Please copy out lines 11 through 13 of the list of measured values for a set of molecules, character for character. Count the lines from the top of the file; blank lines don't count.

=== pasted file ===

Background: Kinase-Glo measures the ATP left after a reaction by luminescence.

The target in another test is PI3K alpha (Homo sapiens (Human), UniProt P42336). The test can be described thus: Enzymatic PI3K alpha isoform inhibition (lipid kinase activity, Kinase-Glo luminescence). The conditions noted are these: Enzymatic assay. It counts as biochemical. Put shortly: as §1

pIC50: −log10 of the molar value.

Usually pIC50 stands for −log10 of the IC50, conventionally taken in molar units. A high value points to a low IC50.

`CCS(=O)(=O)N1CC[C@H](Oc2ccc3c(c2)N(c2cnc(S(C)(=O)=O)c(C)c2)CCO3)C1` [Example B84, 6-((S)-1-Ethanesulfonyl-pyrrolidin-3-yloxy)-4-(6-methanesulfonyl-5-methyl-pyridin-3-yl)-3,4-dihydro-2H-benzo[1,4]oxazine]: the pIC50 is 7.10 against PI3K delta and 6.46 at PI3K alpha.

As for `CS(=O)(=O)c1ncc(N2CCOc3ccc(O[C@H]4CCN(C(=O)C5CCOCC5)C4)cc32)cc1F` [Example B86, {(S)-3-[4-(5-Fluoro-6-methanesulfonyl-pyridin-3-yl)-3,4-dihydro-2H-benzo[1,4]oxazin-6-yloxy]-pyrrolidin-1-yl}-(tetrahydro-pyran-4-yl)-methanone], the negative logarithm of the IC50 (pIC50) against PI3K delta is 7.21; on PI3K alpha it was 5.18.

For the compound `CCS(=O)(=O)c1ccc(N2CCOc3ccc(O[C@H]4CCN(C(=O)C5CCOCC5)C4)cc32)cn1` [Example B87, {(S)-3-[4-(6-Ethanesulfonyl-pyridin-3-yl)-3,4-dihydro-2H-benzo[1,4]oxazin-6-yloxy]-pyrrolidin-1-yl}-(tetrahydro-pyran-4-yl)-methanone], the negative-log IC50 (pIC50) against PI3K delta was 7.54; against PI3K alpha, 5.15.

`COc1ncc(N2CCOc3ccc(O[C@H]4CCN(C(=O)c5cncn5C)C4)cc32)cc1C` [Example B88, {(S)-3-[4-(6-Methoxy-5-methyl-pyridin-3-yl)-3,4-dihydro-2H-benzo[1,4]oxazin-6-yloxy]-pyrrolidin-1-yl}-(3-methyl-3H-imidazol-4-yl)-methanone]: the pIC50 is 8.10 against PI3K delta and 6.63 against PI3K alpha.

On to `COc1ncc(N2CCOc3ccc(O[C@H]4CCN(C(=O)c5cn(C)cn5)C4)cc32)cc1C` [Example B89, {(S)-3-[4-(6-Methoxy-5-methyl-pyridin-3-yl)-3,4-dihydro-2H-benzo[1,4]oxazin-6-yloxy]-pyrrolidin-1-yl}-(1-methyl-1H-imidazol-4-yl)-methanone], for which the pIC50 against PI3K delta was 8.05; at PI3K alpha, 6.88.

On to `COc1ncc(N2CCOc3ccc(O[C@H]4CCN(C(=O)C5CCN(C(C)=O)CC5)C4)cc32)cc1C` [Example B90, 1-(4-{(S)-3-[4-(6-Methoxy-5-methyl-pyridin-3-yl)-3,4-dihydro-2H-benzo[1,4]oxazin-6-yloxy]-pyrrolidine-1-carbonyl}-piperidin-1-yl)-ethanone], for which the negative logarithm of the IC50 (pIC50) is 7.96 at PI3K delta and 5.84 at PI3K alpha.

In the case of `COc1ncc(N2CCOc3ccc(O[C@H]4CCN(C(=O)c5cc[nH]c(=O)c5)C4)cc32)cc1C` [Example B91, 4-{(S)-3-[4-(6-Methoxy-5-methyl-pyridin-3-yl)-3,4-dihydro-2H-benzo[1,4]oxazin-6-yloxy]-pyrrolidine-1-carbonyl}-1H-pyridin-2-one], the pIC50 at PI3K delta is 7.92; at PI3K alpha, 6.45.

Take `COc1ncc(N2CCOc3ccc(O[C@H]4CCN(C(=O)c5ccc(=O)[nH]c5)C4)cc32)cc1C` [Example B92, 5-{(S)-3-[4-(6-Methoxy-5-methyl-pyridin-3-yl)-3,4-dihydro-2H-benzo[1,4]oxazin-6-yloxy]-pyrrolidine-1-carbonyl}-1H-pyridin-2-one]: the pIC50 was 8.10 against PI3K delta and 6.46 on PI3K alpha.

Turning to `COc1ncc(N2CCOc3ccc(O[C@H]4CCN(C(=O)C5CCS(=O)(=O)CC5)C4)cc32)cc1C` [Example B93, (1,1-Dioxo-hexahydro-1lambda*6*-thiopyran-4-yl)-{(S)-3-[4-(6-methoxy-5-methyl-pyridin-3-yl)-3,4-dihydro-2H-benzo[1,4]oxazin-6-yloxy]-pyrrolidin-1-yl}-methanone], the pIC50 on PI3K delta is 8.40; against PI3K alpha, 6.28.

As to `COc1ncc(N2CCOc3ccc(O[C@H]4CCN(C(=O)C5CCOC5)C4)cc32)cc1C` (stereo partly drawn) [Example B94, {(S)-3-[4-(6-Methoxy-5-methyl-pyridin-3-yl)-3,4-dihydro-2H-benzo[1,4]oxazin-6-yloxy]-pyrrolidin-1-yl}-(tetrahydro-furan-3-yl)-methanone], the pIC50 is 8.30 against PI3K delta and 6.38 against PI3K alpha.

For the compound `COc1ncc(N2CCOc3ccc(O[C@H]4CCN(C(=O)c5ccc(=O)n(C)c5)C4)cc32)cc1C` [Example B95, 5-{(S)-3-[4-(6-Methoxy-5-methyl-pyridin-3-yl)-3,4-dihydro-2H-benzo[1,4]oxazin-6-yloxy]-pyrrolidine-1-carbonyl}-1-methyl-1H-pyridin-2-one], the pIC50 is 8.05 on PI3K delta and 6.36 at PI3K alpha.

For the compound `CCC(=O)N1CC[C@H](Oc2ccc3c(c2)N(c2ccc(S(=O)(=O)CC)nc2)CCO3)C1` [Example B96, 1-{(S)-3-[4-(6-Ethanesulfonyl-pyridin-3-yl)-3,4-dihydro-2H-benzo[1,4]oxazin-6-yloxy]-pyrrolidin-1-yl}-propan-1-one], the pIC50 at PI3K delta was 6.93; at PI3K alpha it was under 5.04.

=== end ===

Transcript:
In the case of `COc1ncc(N2CCOc3ccc(O[C@H]4CCN(C(=O)c5cc[nH]c(=O)c5)C4)cc32)cc1C` [Example B91, 4-{(S)-3-[4-(6-Methoxy-5-methyl-pyridin-3-yl)-3,4-dihydro-2H-benzo[1,4]oxazin-6-yloxy]-pyrrolidine-1-carbonyl}-1H-pyridin-2-one], the pIC50 at PI3K delta is 7.92; at PI3K alpha, 6.45.

Take `COc1ncc(N2CCOc3ccc(O[C@H]4CCN(C(=O)c5ccc(=O)[nH]c5)C4)cc32)cc1C` [Example B92, 5-{(S)-3-[4-(6-Methoxy-5-methyl-pyridin-3-yl)-3,4-dihydro-2H-benzo[1,4]oxazin-6-yloxy]-pyrrolidine-1-carbonyl}-1H-pyridin-2-one]: the pIC50 was 8.10 against PI3K delta and 6.46 on PI3K alpha.

Turning to `COc1ncc(N2CCOc3ccc(O[C@H]4CCN(C(=O)C5CCS(=O)(=O)CC5)C4)cc32)cc1C` [Example B93, (1,1-Dioxo-hexahydro-1lambda*6*-thiopyran-4-yl)-{(S)-3-[4-(6-methoxy-5-methyl-pyridin-3-yl)-3,4-dihydro-2H-benzo[1,4]oxazin-6-yloxy]-pyrrolidin-1-yl}-methanone], the pIC50 on PI3K delta is 8.40; against PI3K alpha, 6.28.